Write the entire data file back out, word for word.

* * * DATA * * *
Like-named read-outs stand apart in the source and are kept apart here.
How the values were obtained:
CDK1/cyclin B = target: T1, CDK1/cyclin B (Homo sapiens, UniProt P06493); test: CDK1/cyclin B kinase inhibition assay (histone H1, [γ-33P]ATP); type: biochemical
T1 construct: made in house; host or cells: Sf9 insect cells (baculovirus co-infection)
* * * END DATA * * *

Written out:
Like-named read-outs stand apart in the source and are kept apart here.
How the values were obtained:
CDK1/cyclin B = target: T1, CDK1/cyclin B (Homo sapiens, UniProt P06493); test: CDK1/cyclin B kinase inhibition assay (histone H1, [γ-33P]ATP); type: biochemical
T1 construct: made in house; host or cells: Sf9 insect cells (baculovirus co-infection)